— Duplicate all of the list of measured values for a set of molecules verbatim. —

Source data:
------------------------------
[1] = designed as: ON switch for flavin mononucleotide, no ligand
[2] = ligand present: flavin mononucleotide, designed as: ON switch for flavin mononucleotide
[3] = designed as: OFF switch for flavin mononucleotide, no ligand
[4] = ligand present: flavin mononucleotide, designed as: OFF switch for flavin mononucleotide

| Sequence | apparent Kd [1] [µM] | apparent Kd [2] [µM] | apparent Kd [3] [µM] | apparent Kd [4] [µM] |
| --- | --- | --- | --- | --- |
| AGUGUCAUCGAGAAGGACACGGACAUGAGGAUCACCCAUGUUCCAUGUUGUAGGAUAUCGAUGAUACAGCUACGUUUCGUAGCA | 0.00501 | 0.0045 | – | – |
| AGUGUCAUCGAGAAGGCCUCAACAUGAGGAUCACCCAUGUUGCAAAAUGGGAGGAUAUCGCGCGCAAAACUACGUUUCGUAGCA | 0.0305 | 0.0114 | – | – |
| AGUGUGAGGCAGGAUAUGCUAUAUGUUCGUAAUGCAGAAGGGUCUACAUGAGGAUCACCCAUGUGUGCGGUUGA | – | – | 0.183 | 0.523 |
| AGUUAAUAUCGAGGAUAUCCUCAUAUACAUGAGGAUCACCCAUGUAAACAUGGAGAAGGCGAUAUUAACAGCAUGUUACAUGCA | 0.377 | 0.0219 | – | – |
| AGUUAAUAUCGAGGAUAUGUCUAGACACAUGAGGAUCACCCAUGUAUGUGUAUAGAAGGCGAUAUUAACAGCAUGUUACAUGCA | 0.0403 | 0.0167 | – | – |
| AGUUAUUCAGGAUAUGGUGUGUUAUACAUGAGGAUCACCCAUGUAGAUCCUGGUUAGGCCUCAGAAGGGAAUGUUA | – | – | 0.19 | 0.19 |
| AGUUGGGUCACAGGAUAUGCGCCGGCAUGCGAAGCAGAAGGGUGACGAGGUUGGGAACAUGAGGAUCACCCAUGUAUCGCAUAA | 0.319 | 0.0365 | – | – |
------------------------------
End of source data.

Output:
[1] = designed as: ON switch for flavin mononucleotide, no ligand
[2] = ligand present: flavin mononucleotide, designed as: ON switch for flavin mononucleotide
[3] = designed as: OFF switch for flavin mononucleotide, no ligand
[4] = ligand present: flavin mononucleotide, designed as: OFF switch for flavin mononucleotide

| Sequence | apparent Kd [1] [µM] | apparent Kd [2] [µM] | apparent Kd [3] [µM] | apparent Kd [4] [µM] |
| --- | --- | --- | --- | --- |
| AGUGUCAUCGAGAAGGACACGGACAUGAGGAUCACCCAUGUUCCAUGUUGUAGGAUAUCGAUGAUACAGCUACGUUUCGUAGCA | 0.00501 | 0.0045 | – | – |
| AGUGUCAUCGAGAAGGCCUCAACAUGAGGAUCACCCAUGUUGCAAAAUGGGAGGAUAUCGCGCGCAAAACUACGUUUCGUAGCA | 0.0305 | 0.0114 | – | – |
| AGUGUGAGGCAGGAUAUGCUAUAUGUUCGUAAUGCAGAAGGGUCUACAUGAGGAUCACCCAUGUGUGCGGUUGA | – | – | 0.183 | 0.523 |
| AGUUAAUAUCGAGGAUAUCCUCAUAUACAUGAGGAUCACCCAUGUAAACAUGGAGAAGGCGAUAUUAACAGCAUGUUACAUGCA | 0.377 | 0.0219 | – | – |
| AGUUAAUAUCGAGGAUAUGUCUAGACACAUGAGGAUCACCCAUGUAUGUGUAUAGAAGGCGAUAUUAACAGCAUGUUACAUGCA | 0.0403 | 0.0167 | – | – |
| AGUUAUUCAGGAUAUGGUGUGUUAUACAUGAGGAUCACCCAUGUAGAUCCUGGUUAGGCCUCAGAAGGGAAUGUUA | – | – | 0.19 | 0.19 |
| AGUUGGGUCACAGGAUAUGCGCCGGCAUGCGAAGCAGAAGGGUGACGAGGUUGGGAACAUGAGGAUCACCCAUGUAUCGCAUAA | 0.319 | 0.0365 | – | – |